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On this episode of Unlocking Us

This is the second episode in our series on the possibilities and costs of living beyond human scale. In this episode, Brené and William discuss group behavior on social media and how we show up with each other online versus offline.  We’ll also learn about the specific types of content that fuel algorithms to amplify moral outrage and how they tie to our search for belonging.

About the guest

Dr. William Brady

William Brady is an Assistant Professor of Management and Organizations. His research examines the dynamics of emotion at the social network level and their consequences for group behavior. His recent work studies how human psychology and AI-mediated social contexts interact to shape our emotions and intergroup attitudes. Combining tools of behavioral science and computational social science, his research aims to develop person-centered and design-centered interventions to improve our digital social interactions.


Professor Brady’s research has been published in leading journals such as PNAS, Nature Human Behaviour, Science Advances, and Perspectives on Psychological Science. His work has also been featured in popular press outlets, including The New York Times, BBC, Wired, and The Wall Street Journal. In recognition of his contributions, he has been selected for the Association for Psychological Science Rising Star Award and the SAGE Emerging Scholar award. Professor Brady earned his BA in Psychology and Philosophy, with distinction, from UNC-Chapel Hill, his Ph.D. in Social Psychology at New York University, and was awarded a postdoctoral fellowship from the National Science Foundation where he worked at Yale University.

Show notes

Social-Media Algorithms Have Hijacked “Social Learning,” based on the research of William Brady, Joshua Conrad Jackson, Björn Lindström, and M. J. Crockett, in KelloggInsight.

How Social Learning Amplifies Moral Outrage Expression in Online Social Networks, by William J. Brady, Killian McLoughlin, Tuan N. Doan, and Molly J. Crockett, in Science Advances.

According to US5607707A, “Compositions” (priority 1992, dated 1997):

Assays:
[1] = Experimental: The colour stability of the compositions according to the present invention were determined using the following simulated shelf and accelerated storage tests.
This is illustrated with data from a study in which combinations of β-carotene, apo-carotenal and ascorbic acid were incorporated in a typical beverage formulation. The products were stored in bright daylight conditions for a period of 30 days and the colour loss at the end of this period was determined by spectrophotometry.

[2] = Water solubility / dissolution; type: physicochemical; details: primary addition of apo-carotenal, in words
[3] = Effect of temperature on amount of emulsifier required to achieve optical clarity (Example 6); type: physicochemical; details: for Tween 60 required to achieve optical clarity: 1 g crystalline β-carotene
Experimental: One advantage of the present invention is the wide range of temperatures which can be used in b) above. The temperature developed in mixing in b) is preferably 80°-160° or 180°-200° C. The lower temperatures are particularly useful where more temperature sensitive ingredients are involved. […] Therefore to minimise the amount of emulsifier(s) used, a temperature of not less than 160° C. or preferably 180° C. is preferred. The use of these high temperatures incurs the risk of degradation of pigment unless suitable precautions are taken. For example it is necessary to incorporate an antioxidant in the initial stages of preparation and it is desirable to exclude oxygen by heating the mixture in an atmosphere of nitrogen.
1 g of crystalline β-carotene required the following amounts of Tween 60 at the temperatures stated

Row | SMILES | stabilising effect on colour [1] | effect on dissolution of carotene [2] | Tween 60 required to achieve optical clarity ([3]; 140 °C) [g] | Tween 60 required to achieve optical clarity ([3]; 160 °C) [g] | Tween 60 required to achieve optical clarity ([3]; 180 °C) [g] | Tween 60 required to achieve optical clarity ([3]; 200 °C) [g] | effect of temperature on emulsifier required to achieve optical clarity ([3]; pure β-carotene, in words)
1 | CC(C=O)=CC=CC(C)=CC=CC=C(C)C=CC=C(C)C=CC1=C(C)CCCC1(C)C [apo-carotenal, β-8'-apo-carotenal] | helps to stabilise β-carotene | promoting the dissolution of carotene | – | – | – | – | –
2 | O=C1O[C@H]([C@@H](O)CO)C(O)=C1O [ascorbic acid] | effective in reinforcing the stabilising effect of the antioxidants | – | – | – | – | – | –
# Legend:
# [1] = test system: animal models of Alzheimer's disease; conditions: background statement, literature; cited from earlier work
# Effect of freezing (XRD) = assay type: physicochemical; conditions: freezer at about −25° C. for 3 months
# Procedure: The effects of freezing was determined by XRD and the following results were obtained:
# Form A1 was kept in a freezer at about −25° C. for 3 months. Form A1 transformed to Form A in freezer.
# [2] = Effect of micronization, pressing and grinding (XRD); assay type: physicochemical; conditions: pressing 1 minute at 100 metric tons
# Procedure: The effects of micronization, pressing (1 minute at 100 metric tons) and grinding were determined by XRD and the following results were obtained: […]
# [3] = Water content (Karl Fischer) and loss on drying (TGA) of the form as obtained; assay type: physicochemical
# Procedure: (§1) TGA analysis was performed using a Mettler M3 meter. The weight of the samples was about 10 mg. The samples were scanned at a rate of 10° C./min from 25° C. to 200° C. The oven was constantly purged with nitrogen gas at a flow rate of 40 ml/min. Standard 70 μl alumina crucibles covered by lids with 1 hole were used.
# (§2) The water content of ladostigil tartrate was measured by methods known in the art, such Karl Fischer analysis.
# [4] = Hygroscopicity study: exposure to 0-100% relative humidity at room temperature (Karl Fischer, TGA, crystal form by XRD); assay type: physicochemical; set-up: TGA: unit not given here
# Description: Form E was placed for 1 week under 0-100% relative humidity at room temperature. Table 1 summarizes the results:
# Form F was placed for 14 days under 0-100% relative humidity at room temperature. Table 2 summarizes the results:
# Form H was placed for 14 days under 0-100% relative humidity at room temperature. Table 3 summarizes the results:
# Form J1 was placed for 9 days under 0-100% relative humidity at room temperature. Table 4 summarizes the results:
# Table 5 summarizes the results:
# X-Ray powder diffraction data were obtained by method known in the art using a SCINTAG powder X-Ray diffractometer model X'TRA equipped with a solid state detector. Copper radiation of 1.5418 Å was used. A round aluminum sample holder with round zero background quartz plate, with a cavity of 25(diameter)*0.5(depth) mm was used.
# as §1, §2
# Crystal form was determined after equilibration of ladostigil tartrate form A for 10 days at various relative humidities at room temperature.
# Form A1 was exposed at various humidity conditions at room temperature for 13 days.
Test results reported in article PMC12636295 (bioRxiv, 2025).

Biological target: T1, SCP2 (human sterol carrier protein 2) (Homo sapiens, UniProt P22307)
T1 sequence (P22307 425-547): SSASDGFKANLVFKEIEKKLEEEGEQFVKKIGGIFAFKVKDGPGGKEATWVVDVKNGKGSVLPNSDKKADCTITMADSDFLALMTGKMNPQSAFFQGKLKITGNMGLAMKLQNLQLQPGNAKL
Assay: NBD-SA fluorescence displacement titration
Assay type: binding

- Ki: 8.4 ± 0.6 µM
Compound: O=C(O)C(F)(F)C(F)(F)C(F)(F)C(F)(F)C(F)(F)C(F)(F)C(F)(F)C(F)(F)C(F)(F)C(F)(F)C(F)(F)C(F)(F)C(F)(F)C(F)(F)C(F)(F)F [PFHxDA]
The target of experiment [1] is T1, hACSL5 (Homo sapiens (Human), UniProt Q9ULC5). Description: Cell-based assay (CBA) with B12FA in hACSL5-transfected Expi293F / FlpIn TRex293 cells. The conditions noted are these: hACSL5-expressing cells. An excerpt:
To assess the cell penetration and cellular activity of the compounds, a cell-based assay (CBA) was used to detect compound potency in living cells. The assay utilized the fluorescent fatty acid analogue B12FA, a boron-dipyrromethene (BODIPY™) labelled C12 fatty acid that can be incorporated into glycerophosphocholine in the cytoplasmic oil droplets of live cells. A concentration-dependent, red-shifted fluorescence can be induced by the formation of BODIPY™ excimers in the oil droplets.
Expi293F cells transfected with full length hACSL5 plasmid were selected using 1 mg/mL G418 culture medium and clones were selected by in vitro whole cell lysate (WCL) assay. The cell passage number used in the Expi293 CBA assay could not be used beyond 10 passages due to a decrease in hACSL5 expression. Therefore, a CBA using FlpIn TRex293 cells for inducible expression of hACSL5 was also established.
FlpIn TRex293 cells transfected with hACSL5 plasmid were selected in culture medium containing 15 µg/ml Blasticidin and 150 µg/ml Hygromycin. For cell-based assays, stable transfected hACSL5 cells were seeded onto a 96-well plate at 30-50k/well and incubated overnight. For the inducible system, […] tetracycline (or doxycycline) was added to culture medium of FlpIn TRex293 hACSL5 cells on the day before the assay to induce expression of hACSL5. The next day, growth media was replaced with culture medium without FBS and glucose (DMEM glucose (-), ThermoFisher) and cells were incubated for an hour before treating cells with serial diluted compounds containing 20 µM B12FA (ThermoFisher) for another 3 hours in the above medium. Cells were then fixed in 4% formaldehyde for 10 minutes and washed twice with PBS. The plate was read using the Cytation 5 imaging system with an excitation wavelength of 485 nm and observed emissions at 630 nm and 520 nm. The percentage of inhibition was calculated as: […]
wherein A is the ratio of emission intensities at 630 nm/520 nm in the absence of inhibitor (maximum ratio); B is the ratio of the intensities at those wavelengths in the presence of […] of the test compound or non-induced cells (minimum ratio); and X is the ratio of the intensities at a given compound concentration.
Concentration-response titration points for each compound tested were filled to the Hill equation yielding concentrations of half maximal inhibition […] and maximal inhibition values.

Overperception of Moral Outrage in Online Social Networks Inflates Beliefs About Intergroup Hostility, by William J. Brady, Killian L. McLoughlin, Mark P. Torres, Kara F. Luo, Maria Gendron, and M. J. Crockett, in Nature Human Behavior.

Troll and Divide: The Language of Online Polarization, by Almog Simchon, William J. Brady, and Jay J. Van Bavel in PNAS Nexus.

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Brené Brown: Hi everyone, I’m Brené Brown and this is Unlocking Us.


BB: So we have a very interesting conversation today. Everybody in this series, I could talk to them for hours and hours, but I keep getting like the fisheye from folks here, like, “Wrap it up, we’re hitting an hour.” We’re doing a series and this is a little bit different. We’re doing a series that’s going to cross over between Unlocking Us and Dare to Lead. And we’re going to talk about the challenges, the possibilities, the costs of living beyond human scale. And when I say living beyond human scale, I mean we are really socially, biologically, cognitively, spiritually wired to be in connection, kind of IRL, in real life with each other, with our families, with our friends, with community. And we are living in this environment of social media, artificial intelligence, machine learning. We have access 24 hour news and 50 different channels, all with different ethos and ethics and financial models.

BB: Everybody wants our time and everyone’s saying what they think we want to hear and it just seems beyond human scale right now. And so I’m talking to folks who can help us make sense of it and help us kind of, I don’t know, get underneath the machine to figure out who we are and what we’re seeing and why it can feel so overwhelming. And if we can pull back, what are some of the great possibilities. Today specifically I’m talking to Dr. William Brady. Dr. William Brady is an Assistant Professor of Management and Organizations at Northwestern University, he’s in the Kellogg School of Management. And his research really sits at the intersection of emotion, group behavior and artificial intelligence and social networks. He really wants to understand from a behavioral science perspective and computational social science what’s happening with us, especially online and what’s happening with us when we get into groups. He’s published in many, many academic journals and you possibly have seen his work in the New York Times, the BBC, Wired, the Wall Street Journal.